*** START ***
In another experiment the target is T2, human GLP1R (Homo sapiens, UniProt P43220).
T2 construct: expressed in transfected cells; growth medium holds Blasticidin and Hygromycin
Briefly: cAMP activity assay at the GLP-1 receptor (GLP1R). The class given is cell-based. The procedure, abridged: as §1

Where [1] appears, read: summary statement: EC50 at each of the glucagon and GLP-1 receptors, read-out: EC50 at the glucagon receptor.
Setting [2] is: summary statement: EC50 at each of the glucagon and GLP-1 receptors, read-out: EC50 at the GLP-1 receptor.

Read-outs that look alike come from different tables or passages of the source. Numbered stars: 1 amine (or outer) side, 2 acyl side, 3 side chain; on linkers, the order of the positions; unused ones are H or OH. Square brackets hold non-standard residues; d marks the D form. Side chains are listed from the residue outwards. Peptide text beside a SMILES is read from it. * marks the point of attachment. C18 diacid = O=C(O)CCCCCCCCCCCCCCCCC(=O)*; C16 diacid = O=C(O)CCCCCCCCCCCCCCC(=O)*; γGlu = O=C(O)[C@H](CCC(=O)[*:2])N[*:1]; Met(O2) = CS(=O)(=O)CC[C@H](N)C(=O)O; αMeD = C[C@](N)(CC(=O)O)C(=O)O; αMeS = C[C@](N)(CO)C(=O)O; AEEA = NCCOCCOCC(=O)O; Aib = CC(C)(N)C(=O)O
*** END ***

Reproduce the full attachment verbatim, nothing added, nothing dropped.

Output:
In another experiment the target is T2, human GLP1R (Homo sapiens, UniProt P43220).
T2 construct: expressed in transfected cells; growth medium holds Blasticidin and Hygromycin
Briefly: cAMP activity assay at the GLP-1 receptor (GLP1R). The class given is cell-based. The procedure, abridged: as §1

Where [1] appears, read: summary statement: EC50 at each of the glucagon and GLP-1 receptors, read-out: EC50 at the glucagon receptor.
Setting [2] is: summary statement: EC50 at each of the glucagon and GLP-1 receptors, read-out: EC50 at the GLP-1 receptor.

Read-outs that look alike come from different tables or passages of the source. Numbered stars: 1 amine (or outer) side, 2 acyl side, 3 side chain; on linkers, the order of the positions; unused ones are H or OH. Square brackets hold non-standard residues; d marks the D form. Side chains are listed from the residue outwards. Peptide text beside a SMILES is read from it. * marks the point of attachment. C18 diacid = O=C(O)CCCCCCCCCCCCCCCCC(=O)*; C16 diacid = O=C(O)CCCCCCCCCCCCCCC(=O)*; γGlu = O=C(O)[C@H](CCC(=O)[*:2])N[*:1]; Met(O2) = CS(=O)(=O)CC[C@H](N)C(=O)O; αMeD = C[C@](N)(CC(=O)O)C(=O)O; αMeS = C[C@](N)(CO)C(=O)O; AEEA = NCCOCCOCC(=O)O; Aib = CC(C)(N)C(=O)O